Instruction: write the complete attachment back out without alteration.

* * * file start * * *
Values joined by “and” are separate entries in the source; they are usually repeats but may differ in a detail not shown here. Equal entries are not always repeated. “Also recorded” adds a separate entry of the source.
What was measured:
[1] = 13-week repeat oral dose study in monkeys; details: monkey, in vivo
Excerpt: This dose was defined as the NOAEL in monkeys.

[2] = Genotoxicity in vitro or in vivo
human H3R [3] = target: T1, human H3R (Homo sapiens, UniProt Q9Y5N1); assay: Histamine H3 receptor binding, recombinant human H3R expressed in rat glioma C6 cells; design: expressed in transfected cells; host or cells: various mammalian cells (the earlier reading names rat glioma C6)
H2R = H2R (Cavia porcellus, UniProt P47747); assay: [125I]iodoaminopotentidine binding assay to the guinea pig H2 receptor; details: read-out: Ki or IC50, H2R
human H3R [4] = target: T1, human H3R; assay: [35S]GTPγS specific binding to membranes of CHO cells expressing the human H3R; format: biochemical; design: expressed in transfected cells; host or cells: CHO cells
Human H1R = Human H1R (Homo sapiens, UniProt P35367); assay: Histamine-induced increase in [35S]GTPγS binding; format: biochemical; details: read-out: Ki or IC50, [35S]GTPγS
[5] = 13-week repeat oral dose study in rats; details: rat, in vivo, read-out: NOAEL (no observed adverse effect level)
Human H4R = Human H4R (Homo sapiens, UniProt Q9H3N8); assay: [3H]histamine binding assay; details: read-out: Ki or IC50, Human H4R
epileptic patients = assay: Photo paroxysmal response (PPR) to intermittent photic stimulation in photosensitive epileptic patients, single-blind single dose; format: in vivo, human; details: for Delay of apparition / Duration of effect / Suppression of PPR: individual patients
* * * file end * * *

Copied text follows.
Values joined by “and” are separate entries in the source; they are usually repeats but may differ in a detail not shown here. Equal entries are not always repeated. “Also recorded” adds a separate entry of the source.
What was measured:
[1] = 13-week repeat oral dose study in monkeys; details: monkey, in vivo
Excerpt: This dose was defined as the NOAEL in monkeys.

[2] = Genotoxicity in vitro or in vivo
human H3R [3] = target: T1, human H3R (Homo sapiens, UniProt Q9Y5N1); assay: Histamine H3 receptor binding, recombinant human H3R expressed in rat glioma C6 cells; design: expressed in transfected cells; host or cells: various mammalian cells (the earlier reading names rat glioma C6)
H2R = H2R (Cavia porcellus, UniProt P47747); assay: [125I]iodoaminopotentidine binding assay to the guinea pig H2 receptor; details: read-out: Ki or IC50, H2R
human H3R [4] = target: T1, human H3R; assay: [35S]GTPγS specific binding to membranes of CHO cells expressing the human H3R; format: biochemical; design: expressed in transfected cells; host or cells: CHO cells
Human H1R = Human H1R (Homo sapiens, UniProt P35367); assay: Histamine-induced increase in [35S]GTPγS binding; format: biochemical; details: read-out: Ki or IC50, [35S]GTPγS
[5] = 13-week repeat oral dose study in rats; details: rat, in vivo, read-out: NOAEL (no observed adverse effect level)
Human H4R = Human H4R (Homo sapiens, UniProt Q9H3N8); assay: [3H]histamine binding assay; details: read-out: Ki or IC50, Human H4R
epileptic patients = assay: Photo paroxysmal response (PPR) to intermittent photic stimulation in photosensitive epileptic patients, single-blind single dose; format: in vivo, human; details: for Delay of apparition / Duration of effect / Suppression of PPR: individual patients